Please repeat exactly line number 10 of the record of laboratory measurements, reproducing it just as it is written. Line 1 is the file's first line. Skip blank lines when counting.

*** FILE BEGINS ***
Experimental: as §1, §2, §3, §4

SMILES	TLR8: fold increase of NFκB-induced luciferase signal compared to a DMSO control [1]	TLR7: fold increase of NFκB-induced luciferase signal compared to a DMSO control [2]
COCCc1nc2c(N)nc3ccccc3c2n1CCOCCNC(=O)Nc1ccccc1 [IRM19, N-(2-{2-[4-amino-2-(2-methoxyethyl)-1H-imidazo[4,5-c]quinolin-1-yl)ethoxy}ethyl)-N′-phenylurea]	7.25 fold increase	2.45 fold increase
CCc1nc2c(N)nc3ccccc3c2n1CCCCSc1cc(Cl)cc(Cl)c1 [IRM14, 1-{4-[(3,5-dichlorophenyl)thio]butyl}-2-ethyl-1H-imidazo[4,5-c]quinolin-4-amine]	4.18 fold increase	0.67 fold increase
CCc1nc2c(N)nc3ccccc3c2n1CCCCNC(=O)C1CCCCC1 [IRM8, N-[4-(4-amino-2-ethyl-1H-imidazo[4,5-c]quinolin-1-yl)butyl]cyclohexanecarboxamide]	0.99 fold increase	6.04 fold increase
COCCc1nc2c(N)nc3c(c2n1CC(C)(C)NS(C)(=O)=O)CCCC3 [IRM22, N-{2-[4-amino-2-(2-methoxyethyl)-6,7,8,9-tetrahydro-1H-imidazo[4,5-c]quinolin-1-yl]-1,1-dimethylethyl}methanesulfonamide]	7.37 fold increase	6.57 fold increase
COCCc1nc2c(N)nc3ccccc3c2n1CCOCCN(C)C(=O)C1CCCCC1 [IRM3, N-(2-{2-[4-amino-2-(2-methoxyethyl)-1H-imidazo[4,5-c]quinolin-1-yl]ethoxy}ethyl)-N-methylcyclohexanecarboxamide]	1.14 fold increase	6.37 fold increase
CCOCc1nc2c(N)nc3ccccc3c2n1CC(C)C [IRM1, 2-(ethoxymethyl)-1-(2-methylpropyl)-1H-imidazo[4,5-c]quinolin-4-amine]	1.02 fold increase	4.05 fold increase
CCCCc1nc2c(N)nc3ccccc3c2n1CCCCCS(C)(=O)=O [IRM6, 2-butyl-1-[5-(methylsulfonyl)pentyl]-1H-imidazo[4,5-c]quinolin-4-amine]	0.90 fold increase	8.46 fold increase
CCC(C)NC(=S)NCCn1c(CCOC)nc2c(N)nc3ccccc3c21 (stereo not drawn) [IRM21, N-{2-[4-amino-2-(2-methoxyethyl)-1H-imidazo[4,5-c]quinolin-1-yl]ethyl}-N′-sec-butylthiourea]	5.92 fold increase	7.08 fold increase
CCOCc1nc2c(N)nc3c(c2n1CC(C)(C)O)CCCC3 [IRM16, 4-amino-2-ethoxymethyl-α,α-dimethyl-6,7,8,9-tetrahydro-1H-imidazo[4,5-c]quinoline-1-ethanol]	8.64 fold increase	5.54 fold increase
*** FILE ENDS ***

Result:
CCC(C)NC(=S)NCCn1c(CCOC)nc2c(N)nc3ccccc3c21 (stereo not drawn) [IRM21, N-{2-[4-amino-2-(2-methoxyethyl)-1H-imidazo[4,5-c]quinolin-1-yl]ethyl}-N′-sec-butylthiourea]	5.92 fold increase	7.08 fold increase